Revata loved solitude, and, on one occasion (DhA.iii.325f), a lay disciple named Atula, hearing that he was in Sāvatthi, went with five hundred others to hear him preach. But Revata said that he delighted in solitude and refused to address them, and Atula went away complaining.
Revata's delight in solitude was sometimes misunderstood. For instance, the Elder Sanunñjani went about continually sweeping, and, seeing Revata sitting cross legged, thought him an idler. Revata read his thoughts and admonished him.
In the time of Padumuttara Buddha, Revata was a boatman at Payāga on the Ganges, and once took the Buddha and his thousand followers across the river in a boat decked with canopies, flowers, etc. On that occasion he heard the Buddha declare one of the monks highest among forest dwellers, and wished for a similar honour for himself under a future Buddha (ThagA.i.108; A.A.i.126). Later, he was born in deva worlds. Fifty eight kappas ago he was a king named Tārana, and a kappa later another king named Campaka. Ap.i.51f.
4. Revata. The DhpA.iv.176f mentions a novice Revata, with three others - Sankicca, Pandita and Sopāka - all four of whom became arahants at the age of seven. The Revata referred to is, very probably, the Revata (3) above. For their story see Pañcachiddageha.
5. Revata. See Kankhā Revata.
6. Revata. Called Soreyya Revata. He was one of the Elders who took a prominent part in the Second Council.
He lived in Soreyya, and, on discovering (by means of his divine ear) that the orthodox monks, led by Sambhūta Sānavāsī and Yasa Kākandakaputta, were anxious to consult him, Revata left Soreyya, and, travelling through Sankassa, Kannakujja, Udumbara and Aggalapura, reached Sahajāti. There the monks met him and consulted him regarding the "Ten Points."
He enquired into these, and, after condemning them as wrong, decided to end the dispute. The Vajjiputtakas, too, had tried to win Revata over to their side, but on failing to do so, persuaded Revata's pupil, Uttara, to accept robes, etc., from them, and speak to his teacher on their behalf. Uttara did this, but was dismissed by Revata as an unworthy pupil.
Revata suggested that the dispute should be settled in Vesāli, and the monks having agreed, he visited Sabbakāmī - who was the oldest monk then living and a pupil of Ananda (according to Mhv.iv.57, 60, Revata, himself was a pupil of Ananda and had seen the Buddha; cp. Dpv.iv.49) - during the night, and talked to him on matters of doctrine. During the conversation, Sānavāsī arrived and questioned Sabbakāmī regarding the Ten Points, but the latter refused to express an opinion in private. On Revata's suggestion a jury of eight, four from either side, was appointed to go into the question. Revata himself was a member of this jury, and he it was who questioned Sabbakāmī during the meeting, held in Vālikārāma, regarding the Ten Points. All the Ten Points were declared to be wrong, and, at the end of the questions, seven hundred monks - chosen from one hundred and twelve thousand, at the head of whom was Revata - held a recital of the Dhamma, which recital therefore came to be called Sattasatī ("Seven Hundred"). This recital, according to the Mhv., lasted for eight months.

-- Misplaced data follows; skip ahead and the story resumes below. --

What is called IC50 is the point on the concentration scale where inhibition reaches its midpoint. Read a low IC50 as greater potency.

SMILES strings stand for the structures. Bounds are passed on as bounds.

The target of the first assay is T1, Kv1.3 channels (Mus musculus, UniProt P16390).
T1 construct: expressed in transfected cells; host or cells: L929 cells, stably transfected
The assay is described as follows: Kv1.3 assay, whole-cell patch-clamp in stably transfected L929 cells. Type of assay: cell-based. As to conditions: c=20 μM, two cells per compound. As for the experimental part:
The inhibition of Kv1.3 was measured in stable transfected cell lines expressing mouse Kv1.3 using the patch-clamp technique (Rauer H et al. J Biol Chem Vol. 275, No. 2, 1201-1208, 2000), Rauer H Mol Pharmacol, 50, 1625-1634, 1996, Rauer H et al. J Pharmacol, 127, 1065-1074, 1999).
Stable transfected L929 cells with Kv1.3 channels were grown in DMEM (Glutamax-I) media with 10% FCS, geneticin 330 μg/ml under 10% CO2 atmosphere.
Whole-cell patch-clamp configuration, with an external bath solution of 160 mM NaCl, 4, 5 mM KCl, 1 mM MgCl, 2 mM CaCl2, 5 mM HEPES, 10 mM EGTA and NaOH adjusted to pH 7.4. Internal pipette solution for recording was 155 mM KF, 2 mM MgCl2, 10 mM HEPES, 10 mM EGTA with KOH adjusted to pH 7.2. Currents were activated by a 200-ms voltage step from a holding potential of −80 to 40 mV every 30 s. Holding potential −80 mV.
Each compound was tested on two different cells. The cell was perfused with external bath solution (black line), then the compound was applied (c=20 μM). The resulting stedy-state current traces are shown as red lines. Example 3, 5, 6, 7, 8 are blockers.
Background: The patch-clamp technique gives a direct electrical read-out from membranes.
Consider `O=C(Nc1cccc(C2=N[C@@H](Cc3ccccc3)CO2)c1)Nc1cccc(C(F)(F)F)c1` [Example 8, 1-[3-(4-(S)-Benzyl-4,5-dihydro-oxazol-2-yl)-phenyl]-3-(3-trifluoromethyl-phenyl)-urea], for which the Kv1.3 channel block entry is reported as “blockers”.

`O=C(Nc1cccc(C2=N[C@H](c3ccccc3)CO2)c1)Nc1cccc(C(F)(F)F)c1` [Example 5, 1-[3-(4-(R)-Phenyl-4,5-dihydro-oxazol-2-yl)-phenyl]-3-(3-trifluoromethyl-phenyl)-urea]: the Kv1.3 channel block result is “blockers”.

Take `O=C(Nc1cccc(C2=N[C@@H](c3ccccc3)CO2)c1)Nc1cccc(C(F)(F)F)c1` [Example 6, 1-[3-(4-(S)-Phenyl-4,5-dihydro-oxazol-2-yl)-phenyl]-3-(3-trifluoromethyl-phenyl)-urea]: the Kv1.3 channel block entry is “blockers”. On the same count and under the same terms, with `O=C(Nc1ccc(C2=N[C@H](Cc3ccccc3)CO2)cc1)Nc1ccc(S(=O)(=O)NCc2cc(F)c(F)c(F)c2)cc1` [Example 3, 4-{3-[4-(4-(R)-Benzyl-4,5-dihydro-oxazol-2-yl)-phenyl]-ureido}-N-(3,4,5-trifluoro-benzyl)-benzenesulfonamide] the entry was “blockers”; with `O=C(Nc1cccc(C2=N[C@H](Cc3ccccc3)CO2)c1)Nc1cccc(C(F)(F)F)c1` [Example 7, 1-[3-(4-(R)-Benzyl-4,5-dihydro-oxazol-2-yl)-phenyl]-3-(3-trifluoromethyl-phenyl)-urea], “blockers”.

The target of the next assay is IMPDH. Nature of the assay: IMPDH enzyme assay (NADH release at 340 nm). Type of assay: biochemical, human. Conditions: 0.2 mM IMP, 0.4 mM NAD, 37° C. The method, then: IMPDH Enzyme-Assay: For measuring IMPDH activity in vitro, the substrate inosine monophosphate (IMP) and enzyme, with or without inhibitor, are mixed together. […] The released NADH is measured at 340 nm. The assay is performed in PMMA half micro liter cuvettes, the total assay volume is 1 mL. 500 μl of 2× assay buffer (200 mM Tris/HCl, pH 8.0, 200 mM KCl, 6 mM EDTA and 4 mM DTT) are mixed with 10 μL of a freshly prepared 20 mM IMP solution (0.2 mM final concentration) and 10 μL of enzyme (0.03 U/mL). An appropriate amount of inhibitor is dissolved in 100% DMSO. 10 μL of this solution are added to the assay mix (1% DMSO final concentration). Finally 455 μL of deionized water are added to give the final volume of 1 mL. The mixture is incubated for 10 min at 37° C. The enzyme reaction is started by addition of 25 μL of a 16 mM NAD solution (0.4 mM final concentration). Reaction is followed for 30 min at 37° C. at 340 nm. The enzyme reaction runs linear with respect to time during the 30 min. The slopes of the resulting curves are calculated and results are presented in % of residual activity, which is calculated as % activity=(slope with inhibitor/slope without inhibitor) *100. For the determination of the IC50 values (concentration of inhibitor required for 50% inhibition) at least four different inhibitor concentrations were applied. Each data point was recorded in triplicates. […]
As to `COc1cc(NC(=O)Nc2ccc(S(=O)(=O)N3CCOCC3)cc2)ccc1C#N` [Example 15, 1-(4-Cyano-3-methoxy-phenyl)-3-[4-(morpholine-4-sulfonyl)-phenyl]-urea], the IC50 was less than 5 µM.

Vin.ii.299ff. The Mhv.iv.1ff gives an account of this Council, which account differs in numerous details. In both accounts it is Revata who takes the most prominent part in settling the dispute. The Mhv. introduces Kālāsoka as the patron of the Second Council; cp. Dpv.iv.46ff.; v.15ff.; Sp.i.33f.; it would appear from the Dpv. account that the heretics refused to accept the decision of Revata's Council and separated off, to the number of ten thousand, forming a new body called the Mahāsanghikas.
7. Revata. An Elder of Ceylon. He was a Majjhimabhānaka, and, once, going to Revata (8) who lived in the Malaya country of Ceylon, he asked him for a subject of meditation. The latter knowing that the former was a Majjhimabānake spoke to him of the difficulties facing such a one in meditation. The other at once agreed not to recite the Majjhima until his meditations should prove fruitful. He was given a topic of meditation, and attained arahantship nineteen years later. But when, at the end of that time, he again started to recite the Majjhima, he was never in doubt as to a single consonant. Vsm.i.95.
8. Revata. An Elder of Ceylon, living in the Malaya country of Ceylon. See Revata (7).
9. Revata. Teacher of Buddhaghosa. He was very proficient in the Vedas, and, when Buddhaghosa visited him in his vihāra and recited the Vedas, he was able to speak with contempt of Buddhaghosa's knowledge. Buddhaghosa then became his pupil, and was later sent by him to Ceylon to translate the Singhalese Commentaries into Pāli. Cv.xxxvii.218ff.
10. Revata. See Mahāyasa. P.L.C.180, 199, 221.